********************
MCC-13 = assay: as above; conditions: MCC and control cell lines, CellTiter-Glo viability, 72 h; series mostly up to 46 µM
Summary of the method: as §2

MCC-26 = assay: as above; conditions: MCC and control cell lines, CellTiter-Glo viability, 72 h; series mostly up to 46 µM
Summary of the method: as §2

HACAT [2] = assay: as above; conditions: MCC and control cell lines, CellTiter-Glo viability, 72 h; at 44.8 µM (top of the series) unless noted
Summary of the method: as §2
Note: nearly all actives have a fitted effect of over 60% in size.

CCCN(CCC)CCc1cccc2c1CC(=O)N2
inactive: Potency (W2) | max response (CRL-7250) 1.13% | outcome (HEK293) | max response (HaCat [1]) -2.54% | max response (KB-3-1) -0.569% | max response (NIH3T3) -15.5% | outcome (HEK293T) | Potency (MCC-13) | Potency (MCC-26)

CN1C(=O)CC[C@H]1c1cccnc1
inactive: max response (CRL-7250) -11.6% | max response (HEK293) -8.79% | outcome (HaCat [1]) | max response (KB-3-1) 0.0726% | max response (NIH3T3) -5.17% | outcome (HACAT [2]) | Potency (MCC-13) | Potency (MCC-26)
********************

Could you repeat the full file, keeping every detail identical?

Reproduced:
MCC-13 = assay: as above; conditions: MCC and control cell lines, CellTiter-Glo viability, 72 h; series mostly up to 46 µM
Summary of the method: as §2

MCC-26 = assay: as above; conditions: MCC and control cell lines, CellTiter-Glo viability, 72 h; series mostly up to 46 µM
Summary of the method: as §2

HACAT [2] = assay: as above; conditions: MCC and control cell lines, CellTiter-Glo viability, 72 h; at 44.8 µM (top of the series) unless noted
Summary of the method: as §2
Note: nearly all actives have a fitted effect of over 60% in size.

CCCN(CCC)CCc1cccc2c1CC(=O)N2
inactive: Potency (W2) | max response (CRL-7250) 1.13% | outcome (HEK293) | max response (HaCat [1]) -2.54% | max response (KB-3-1) -0.569% | max response (NIH3T3) -15.5% | outcome (HEK293T) | Potency (MCC-13) | Potency (MCC-26)

CN1C(=O)CC[C@H]1c1cccnc1
inactive: max response (CRL-7250) -11.6% | max response (HEK293) -8.79% | outcome (HaCat [1]) | max response (KB-3-1) 0.0726% | max response (NIH3T3) -5.17% | outcome (HACAT [2]) | Potency (MCC-13) | Potency (MCC-26)